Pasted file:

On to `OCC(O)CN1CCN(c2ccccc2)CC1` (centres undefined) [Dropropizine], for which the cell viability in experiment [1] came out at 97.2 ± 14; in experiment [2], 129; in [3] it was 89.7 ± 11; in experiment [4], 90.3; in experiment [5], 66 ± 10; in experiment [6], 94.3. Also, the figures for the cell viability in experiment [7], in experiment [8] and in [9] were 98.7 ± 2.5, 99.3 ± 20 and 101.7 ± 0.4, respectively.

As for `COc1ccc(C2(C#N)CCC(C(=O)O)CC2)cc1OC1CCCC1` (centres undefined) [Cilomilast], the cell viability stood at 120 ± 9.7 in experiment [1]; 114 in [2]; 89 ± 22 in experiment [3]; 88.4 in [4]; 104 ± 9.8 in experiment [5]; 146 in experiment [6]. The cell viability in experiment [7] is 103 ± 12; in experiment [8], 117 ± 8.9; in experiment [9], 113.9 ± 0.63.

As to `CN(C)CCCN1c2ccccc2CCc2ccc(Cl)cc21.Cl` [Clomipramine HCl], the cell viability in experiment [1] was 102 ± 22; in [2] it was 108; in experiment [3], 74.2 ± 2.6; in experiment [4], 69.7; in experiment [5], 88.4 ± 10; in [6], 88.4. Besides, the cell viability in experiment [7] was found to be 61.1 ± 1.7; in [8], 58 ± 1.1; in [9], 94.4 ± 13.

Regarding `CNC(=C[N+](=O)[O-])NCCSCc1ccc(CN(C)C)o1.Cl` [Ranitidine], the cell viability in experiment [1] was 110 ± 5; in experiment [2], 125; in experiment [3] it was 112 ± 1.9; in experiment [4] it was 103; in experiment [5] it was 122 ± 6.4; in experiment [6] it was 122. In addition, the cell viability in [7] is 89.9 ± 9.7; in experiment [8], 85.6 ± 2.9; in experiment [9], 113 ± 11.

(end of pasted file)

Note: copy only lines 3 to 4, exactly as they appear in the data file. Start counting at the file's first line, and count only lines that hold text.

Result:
As to `CN(C)CCCN1c2ccccc2CCc2ccc(Cl)cc21.Cl` [Clomipramine HCl], the cell viability in experiment [1] was 102 ± 22; in [2] it was 108; in experiment [3], 74.2 ± 2.6; in experiment [4], 69.7; in experiment [5], 88.4 ± 10; in [6], 88.4. Besides, the cell viability in experiment [7] was found to be 61.1 ± 1.7; in [8], 58 ± 1.1; in [9], 94.4 ± 13.

Regarding `CNC(=C[N+](=O)[O-])NCCSCc1ccc(CN(C)C)o1.Cl` [Ranitidine], the cell viability in experiment [1] was 110 ± 5; in experiment [2], 125; in experiment [3] it was 112 ± 1.9; in experiment [4] it was 103; in experiment [5] it was 122 ± 6.4; in experiment [6] it was 122. In addition, the cell viability in [7] is 89.9 ± 9.7; in experiment [8], 85.6 ± 2.9; in experiment [9], 113 ± 11.